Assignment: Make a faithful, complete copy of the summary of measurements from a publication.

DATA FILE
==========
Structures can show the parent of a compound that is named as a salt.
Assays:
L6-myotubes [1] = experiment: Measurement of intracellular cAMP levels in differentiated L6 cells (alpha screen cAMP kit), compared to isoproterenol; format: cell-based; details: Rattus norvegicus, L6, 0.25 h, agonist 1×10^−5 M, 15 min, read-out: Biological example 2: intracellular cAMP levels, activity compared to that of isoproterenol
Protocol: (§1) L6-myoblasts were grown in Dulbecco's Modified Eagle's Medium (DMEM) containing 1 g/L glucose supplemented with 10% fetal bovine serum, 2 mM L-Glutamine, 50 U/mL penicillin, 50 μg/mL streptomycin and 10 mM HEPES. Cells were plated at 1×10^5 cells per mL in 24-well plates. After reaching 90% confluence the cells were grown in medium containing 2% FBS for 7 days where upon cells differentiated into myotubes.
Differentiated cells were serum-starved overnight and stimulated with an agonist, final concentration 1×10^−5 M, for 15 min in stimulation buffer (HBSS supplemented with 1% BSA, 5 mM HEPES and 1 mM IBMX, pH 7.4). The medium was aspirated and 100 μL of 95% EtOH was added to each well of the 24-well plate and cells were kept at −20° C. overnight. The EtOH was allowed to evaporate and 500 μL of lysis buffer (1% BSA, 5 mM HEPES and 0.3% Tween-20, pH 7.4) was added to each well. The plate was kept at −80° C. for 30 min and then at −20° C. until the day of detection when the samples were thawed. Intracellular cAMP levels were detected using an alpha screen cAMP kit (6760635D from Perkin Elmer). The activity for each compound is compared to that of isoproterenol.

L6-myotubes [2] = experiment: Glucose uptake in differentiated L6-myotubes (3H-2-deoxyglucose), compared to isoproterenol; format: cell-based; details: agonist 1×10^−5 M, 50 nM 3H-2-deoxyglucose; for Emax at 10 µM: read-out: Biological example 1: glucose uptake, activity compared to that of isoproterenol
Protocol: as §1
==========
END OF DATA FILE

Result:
Structures can show the parent of a compound that is named as a salt.
Assays:
L6-myotubes [1] = experiment: Measurement of intracellular cAMP levels in differentiated L6 cells (alpha screen cAMP kit), compared to isoproterenol; format: cell-based; details: Rattus norvegicus, L6, 0.25 h, agonist 1×10^−5 M, 15 min, read-out: Biological example 2: intracellular cAMP levels, activity compared to that of isoproterenol
Protocol: (§1) L6-myoblasts were grown in Dulbecco's Modified Eagle's Medium (DMEM) containing 1 g/L glucose supplemented with 10% fetal bovine serum, 2 mM L-Glutamine, 50 U/mL penicillin, 50 μg/mL streptomycin and 10 mM HEPES. Cells were plated at 1×10^5 cells per mL in 24-well plates. After reaching 90% confluence the cells were grown in medium containing 2% FBS for 7 days where upon cells differentiated into myotubes.
Differentiated cells were serum-starved overnight and stimulated with an agonist, final concentration 1×10^−5 M, for 15 min in stimulation buffer (HBSS supplemented with 1% BSA, 5 mM HEPES and 1 mM IBMX, pH 7.4). The medium was aspirated and 100 μL of 95% EtOH was added to each well of the 24-well plate and cells were kept at −20° C. overnight. The EtOH was allowed to evaporate and 500 μL of lysis buffer (1% BSA, 5 mM HEPES and 0.3% Tween-20, pH 7.4) was added to each well. The plate was kept at −80° C. for 30 min and then at −20° C. until the day of detection when the samples were thawed. Intracellular cAMP levels were detected using an alpha screen cAMP kit (6760635D from Perkin Elmer). The activity for each compound is compared to that of isoproterenol.

L6-myotubes [2] = experiment: Glucose uptake in differentiated L6-myotubes (3H-2-deoxyglucose), compared to isoproterenol; format: cell-based; details: agonist 1×10^−5 M, 50 nM 3H-2-deoxyglucose; for Emax at 10 µM: read-out: Biological example 1: glucose uptake, activity compared to that of isoproterenol
Protocol: as §1